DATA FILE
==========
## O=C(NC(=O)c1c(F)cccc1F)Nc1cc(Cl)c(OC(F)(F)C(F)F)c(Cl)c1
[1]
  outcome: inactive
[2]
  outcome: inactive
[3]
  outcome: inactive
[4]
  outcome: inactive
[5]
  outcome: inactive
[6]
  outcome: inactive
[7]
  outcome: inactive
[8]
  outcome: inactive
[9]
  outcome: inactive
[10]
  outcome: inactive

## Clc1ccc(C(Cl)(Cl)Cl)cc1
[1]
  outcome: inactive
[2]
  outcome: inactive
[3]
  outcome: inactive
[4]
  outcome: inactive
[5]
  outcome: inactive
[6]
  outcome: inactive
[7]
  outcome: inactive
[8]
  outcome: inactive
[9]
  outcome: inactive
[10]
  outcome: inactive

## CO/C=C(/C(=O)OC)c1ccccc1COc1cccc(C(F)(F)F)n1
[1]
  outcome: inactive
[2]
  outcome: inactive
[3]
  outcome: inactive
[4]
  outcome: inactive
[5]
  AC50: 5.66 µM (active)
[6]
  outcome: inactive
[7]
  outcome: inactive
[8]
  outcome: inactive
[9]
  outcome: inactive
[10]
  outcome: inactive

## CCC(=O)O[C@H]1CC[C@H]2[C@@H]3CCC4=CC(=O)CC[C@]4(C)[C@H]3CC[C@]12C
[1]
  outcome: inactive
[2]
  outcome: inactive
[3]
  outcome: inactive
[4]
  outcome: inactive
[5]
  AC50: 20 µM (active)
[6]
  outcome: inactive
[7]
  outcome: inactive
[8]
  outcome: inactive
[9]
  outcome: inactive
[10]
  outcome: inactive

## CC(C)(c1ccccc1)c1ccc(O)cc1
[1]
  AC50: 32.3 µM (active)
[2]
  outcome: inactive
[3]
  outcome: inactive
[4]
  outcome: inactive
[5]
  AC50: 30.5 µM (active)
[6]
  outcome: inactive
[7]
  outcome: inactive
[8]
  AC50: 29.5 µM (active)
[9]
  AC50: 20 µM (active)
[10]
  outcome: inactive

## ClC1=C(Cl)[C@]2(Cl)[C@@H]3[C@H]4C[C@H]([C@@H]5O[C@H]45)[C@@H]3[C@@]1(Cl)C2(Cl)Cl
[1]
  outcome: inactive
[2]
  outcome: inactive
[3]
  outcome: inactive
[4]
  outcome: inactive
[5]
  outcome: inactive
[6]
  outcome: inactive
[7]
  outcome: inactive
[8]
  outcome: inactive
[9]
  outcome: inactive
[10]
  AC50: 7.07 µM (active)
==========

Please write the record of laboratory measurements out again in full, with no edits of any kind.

## O=C(NC(=O)c1c(F)cccc1F)Nc1cc(Cl)c(OC(F)(F)C(F)F)c(Cl)c1
[1]
  outcome: inactive
[2]
  outcome: inactive
[3]
  outcome: inactive
[4]
  outcome: inactive
[5]
  outcome: inactive
[6]
  outcome: inactive
[7]
  outcome: inactive
[8]
  outcome: inactive
[9]
  outcome: inactive
[10]
  outcome: inactive

## Clc1ccc(C(Cl)(Cl)Cl)cc1
[1]
  outcome: inactive
[2]
  outcome: inactive
[3]
  outcome: inactive
[4]
  outcome: inactive
[5]
  outcome: inactive
[6]
  outcome: inactive
[7]
  outcome: inactive
[8]
  outcome: inactive
[9]
  outcome: inactive
[10]
  outcome: inactive

## CO/C=C(/C(=O)OC)c1ccccc1COc1cccc(C(F)(F)F)n1
[1]
  outcome: inactive
[2]
  outcome: inactive
[3]
  outcome: inactive
[4]
  outcome: inactive
[5]
  AC50: 5.66 µM (active)
[6]
  outcome: inactive
[7]
  outcome: inactive
[8]
  outcome: inactive
[9]
  outcome: inactive
[10]
  outcome: inactive

## CCC(=O)O[C@H]1CC[C@H]2[C@@H]3CCC4=CC(=O)CC[C@]4(C)[C@H]3CC[C@]12C
[1]
  outcome: inactive
[2]
  outcome: inactive
[3]
  outcome: inactive
[4]
  outcome: inactive
[5]
  AC50: 20 µM (active)
[6]
  outcome: inactive
[7]
  outcome: inactive
[8]
  outcome: inactive
[9]
  outcome: inactive
[10]
  outcome: inactive

## CC(C)(c1ccccc1)c1ccc(O)cc1
[1]
  AC50: 32.3 µM (active)
[2]
  outcome: inactive
[3]
  outcome: inactive
[4]
  outcome: inactive
[5]
  AC50: 30.5 µM (active)
[6]
  outcome: inactive
[7]
  outcome: inactive
[8]
  AC50: 29.5 µM (active)
[9]
  AC50: 20 µM (active)
[10]
  outcome: inactive

## ClC1=C(Cl)[C@]2(Cl)[C@@H]3[C@H]4C[C@H]([C@@H]5O[C@H]45)[C@@H]3[C@@]1(Cl)C2(Cl)Cl
[1]
  outcome: inactive
[2]
  outcome: inactive
[3]
  outcome: inactive
[4]
  outcome: inactive
[5]
  outcome: inactive
[6]
  outcome: inactive
[7]
  outcome: inactive
[8]
  outcome: inactive
[9]
  outcome: inactive
[10]
  AC50: 7.07 µM (active)